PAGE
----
I pick 3-5 colors for the background colors. Mix them according to my “mixology” and put 1-2 squirts of silicone in each color. I pour the 3-5 colors on the canvas in a striped pattern occasionally crossing over each other but not too much. At this point I tip the canvas to spread all the paints out over the canvas. Once I have the canvas covered in my background colors I introduce the swipe-over color. I use either white or black to do the swipe over. I make sure that the swiping color is slightly thicker than the other paints. I do not add silicone to the swiping colors. I always start at the end that I like the least. I pour a strip of paint from corner to corner approx. 1-3 inches wide depending on size of canvas or another guide is cover 10%- 20% of one end of the canvas. Then I take heavy card stock or a 3 ml laminating sheet or something similar and begin swiping the white paint over the initial paints that were poured. I sometimes add more white and repeat the process throughout the whole canvas until I get the look I’m trying to achieve. Doing these swiping motions should generate many cells when done correctly. Getting a feel for the swipe is the key. You want to gently skim the heavy card stock or a 3 ml laminating sheet or something similar lightly over the paints. This takes practice but it is worth the time to get this right.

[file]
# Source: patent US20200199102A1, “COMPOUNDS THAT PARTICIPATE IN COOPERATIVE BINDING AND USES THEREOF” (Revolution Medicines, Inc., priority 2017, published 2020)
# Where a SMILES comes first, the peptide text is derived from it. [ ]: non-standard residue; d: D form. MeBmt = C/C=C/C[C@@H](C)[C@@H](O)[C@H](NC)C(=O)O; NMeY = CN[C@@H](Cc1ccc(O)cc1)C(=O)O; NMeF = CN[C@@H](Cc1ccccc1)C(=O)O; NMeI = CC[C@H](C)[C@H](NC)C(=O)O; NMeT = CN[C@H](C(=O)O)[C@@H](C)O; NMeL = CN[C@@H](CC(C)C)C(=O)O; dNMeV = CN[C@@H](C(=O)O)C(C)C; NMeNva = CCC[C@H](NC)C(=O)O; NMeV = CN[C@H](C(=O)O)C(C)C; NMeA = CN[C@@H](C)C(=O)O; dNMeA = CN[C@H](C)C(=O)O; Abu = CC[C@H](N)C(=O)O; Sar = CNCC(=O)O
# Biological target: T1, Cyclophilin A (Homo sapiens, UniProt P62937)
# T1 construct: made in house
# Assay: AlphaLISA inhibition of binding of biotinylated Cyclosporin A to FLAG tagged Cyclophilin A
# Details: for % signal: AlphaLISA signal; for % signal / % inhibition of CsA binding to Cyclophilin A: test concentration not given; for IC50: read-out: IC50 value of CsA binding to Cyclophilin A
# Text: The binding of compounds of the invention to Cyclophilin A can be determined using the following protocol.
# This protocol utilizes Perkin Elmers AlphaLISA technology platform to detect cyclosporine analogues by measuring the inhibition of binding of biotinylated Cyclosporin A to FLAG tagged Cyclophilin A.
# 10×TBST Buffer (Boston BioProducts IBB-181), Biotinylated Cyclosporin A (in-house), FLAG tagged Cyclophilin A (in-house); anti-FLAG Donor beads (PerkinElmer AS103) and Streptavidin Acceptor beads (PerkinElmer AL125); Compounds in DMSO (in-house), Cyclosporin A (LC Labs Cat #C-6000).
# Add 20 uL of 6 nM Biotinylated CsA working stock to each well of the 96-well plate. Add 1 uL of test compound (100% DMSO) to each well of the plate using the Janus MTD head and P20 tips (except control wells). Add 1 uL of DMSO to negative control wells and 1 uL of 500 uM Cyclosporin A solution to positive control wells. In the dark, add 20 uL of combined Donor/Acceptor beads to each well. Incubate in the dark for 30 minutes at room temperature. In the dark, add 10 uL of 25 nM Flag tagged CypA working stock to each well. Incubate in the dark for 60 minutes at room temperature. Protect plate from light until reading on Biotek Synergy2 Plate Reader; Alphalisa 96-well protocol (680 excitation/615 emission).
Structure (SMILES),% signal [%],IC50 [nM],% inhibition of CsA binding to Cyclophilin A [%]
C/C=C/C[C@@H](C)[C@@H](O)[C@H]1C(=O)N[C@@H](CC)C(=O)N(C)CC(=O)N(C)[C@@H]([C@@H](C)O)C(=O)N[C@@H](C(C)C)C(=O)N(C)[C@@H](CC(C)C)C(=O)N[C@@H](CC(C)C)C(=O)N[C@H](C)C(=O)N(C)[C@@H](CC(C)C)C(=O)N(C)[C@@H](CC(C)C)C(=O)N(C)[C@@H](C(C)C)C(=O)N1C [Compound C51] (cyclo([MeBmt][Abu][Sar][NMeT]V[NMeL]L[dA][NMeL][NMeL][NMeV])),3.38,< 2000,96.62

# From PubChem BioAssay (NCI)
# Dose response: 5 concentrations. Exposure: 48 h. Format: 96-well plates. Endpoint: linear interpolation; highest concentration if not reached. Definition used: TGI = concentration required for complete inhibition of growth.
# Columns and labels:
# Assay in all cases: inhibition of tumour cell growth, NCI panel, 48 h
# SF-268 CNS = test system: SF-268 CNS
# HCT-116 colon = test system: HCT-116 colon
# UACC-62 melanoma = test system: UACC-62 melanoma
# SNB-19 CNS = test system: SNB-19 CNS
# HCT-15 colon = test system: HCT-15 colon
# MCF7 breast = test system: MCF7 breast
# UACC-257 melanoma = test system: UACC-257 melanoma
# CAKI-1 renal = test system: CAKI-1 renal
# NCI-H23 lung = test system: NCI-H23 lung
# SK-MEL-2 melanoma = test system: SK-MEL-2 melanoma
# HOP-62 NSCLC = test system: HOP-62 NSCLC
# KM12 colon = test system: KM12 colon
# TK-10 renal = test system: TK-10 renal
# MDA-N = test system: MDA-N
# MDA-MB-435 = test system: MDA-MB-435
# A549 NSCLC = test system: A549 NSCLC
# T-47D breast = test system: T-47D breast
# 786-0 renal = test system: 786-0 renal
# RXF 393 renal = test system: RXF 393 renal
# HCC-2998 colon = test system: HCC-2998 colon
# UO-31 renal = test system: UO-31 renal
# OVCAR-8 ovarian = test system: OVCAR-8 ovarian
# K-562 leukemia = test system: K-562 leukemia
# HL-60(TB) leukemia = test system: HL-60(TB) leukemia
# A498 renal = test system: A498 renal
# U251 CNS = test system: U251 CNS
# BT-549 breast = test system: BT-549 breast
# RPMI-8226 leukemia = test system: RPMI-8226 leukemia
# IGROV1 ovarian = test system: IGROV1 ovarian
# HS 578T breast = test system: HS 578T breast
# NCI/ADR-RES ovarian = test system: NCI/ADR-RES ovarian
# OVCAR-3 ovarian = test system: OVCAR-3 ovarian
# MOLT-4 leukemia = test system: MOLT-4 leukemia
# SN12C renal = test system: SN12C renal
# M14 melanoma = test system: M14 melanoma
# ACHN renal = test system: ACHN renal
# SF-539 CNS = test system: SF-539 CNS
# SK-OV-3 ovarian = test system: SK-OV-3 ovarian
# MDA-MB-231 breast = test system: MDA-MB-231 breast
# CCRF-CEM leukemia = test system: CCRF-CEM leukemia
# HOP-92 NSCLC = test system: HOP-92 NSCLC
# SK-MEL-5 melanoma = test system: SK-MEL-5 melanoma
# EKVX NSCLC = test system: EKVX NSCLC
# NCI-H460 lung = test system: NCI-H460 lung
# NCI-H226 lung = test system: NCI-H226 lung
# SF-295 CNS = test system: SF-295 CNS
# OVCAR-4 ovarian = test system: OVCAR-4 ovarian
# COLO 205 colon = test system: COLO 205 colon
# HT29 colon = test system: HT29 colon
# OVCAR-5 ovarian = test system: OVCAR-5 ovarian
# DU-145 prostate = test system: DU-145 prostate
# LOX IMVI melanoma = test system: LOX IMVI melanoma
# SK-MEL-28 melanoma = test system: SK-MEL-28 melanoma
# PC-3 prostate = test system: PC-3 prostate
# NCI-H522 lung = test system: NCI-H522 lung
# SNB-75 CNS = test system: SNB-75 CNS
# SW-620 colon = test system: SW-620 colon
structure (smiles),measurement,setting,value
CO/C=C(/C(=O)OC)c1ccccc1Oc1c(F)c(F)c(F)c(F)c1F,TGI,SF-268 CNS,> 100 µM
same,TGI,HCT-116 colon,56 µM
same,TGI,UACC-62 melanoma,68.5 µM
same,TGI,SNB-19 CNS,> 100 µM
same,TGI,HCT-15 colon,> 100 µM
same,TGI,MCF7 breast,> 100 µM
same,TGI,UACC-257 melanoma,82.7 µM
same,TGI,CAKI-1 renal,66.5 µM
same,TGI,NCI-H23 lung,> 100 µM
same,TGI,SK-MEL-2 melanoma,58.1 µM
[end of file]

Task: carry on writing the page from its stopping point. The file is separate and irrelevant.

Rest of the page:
Swipe Technique
03:16
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After The Pour
3 Lectures 03:59
Tips On Drying
00:39

Pre-Finish Surface Preparation
02:10

Finishing Your Art
01:10
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Bonus Section
8 Lectures 37:22